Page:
As many of our readers know, over the past few weeks the Courier received numerous comments and requests to look into recent policies and decisions made by leaders and administrators of the Liberty County School System.
We conducted interviews with Superintendent Dr. Valya Lee and others, going the extra mile to give everyone involved a chance to respond in a fair and impartial way. Those stories focused on an interview with Dr. Lee, a story concerning the termination of the STAR program and a decision by the school board to renew Dr. Lee’s contract at a higher rate of pay.
Following publication of these stories, we began to feel a decidedly cool chill developing between the school administration, members of the school board and the Courier news staff. As a matter of fact, the school administration seems to have decided to not talk directly to our news staff at all, instead communicating through official press releases and email. To cover the Liberty County School System administration, we now are forced to:
• request information solely through email.
• ensure that emails requesting information are limited to no more than three or four questions.
• submit a formal Freedom of Information Act request to receive documents that previously were shared freely with the media (meeting packets and supplemental materials referred to by board members during meetings).
• pay for these meeting packets. Agencies do have the right to charge, however according to the FOIA.gov website, “There usually no charge for the first two hours of search time or for the first 100 pages of duplication.” The Courier recently was charged $8.80 for an 88-page meeting packet that, according to a central-office administrator, took 15 minutes to print.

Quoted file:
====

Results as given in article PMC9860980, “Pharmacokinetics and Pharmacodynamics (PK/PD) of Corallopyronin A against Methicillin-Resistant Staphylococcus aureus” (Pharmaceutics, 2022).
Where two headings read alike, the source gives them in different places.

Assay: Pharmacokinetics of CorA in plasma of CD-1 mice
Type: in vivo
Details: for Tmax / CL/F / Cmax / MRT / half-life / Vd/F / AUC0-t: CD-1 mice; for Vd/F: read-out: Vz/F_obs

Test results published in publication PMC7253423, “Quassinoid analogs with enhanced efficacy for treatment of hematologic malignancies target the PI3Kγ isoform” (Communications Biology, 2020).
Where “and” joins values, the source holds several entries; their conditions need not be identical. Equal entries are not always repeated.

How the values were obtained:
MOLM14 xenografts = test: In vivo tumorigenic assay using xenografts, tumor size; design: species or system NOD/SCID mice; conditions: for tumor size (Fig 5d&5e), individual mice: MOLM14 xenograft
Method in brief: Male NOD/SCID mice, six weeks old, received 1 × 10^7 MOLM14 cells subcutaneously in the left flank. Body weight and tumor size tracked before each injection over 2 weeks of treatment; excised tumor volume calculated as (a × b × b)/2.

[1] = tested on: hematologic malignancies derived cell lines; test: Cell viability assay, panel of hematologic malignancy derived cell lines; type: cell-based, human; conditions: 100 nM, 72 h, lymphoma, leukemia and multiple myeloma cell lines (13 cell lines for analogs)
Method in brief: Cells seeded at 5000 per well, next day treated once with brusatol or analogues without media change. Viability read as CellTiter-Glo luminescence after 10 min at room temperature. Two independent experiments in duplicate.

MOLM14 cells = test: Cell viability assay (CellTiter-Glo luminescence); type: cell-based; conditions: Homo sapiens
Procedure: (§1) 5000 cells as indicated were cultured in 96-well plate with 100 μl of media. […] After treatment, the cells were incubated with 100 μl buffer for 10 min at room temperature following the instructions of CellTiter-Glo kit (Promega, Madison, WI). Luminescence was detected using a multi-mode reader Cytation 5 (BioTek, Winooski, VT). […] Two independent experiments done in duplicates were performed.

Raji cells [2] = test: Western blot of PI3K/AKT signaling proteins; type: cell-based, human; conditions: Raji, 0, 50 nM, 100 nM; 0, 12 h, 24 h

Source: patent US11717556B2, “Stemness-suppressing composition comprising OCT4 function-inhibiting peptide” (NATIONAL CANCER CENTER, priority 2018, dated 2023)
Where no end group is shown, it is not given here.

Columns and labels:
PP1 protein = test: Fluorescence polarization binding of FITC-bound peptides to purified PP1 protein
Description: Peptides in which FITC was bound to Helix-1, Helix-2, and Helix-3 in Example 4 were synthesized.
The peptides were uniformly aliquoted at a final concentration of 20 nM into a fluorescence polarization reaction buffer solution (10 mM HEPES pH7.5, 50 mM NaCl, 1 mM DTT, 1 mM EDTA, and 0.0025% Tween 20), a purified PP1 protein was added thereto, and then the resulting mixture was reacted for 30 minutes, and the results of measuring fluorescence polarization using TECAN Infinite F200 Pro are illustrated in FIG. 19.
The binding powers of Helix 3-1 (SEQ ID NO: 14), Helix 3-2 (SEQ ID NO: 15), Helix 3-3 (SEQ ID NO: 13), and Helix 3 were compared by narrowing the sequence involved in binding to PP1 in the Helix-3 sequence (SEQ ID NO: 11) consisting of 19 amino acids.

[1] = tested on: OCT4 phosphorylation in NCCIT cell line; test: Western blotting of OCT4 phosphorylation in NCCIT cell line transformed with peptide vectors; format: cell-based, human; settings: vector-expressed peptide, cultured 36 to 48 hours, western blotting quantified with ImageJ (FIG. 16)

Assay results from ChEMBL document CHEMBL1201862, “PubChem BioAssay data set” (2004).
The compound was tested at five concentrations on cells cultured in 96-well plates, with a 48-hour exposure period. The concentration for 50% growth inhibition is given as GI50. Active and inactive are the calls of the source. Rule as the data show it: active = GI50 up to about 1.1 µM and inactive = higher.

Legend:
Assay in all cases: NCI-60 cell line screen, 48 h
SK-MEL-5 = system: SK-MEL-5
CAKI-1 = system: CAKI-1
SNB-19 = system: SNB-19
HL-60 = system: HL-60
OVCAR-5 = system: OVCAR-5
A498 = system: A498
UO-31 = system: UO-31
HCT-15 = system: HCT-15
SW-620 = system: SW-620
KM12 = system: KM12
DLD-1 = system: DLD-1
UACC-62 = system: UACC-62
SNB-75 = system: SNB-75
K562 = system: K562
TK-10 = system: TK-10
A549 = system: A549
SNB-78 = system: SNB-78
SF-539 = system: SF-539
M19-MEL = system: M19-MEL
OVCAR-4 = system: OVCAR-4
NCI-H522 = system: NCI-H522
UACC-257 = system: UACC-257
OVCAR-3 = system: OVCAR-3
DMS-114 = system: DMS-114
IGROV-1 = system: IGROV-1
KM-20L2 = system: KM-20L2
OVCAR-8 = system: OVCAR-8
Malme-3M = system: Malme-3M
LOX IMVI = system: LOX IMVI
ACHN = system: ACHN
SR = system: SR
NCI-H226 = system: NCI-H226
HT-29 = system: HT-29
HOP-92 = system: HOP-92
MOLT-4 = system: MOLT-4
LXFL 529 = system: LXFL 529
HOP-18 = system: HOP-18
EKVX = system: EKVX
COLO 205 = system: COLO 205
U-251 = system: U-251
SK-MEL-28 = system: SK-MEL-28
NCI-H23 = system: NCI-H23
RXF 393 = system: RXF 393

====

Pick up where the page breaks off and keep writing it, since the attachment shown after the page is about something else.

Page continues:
• School employees will not agree to be interviewed or discuss matters over the phone. Following publication of two of the earlier stories, two LCSS staff members immediately canceled scheduled meetings with our news staff and two others declined requests to meet.
This is an unfortunate reaction by the Liberty County School System administration, and the result is decreased transparency and less news about our schools delivered to Liberty County citizens. We have much to be thankful for in our schools, including great teachers, administrators and personnel who go beyond expectations to deliver the best instruction to students while fostering solid character development.
And, of course, we all lose when public officials are not open to fair and honest communication with the residents they serve.
The Courier strives to deliver information to our community in a fair and impartial manner and has a tradition of support for the Liberty County School System in its effort to provide excellence in education. We will continue to uphold that tradition.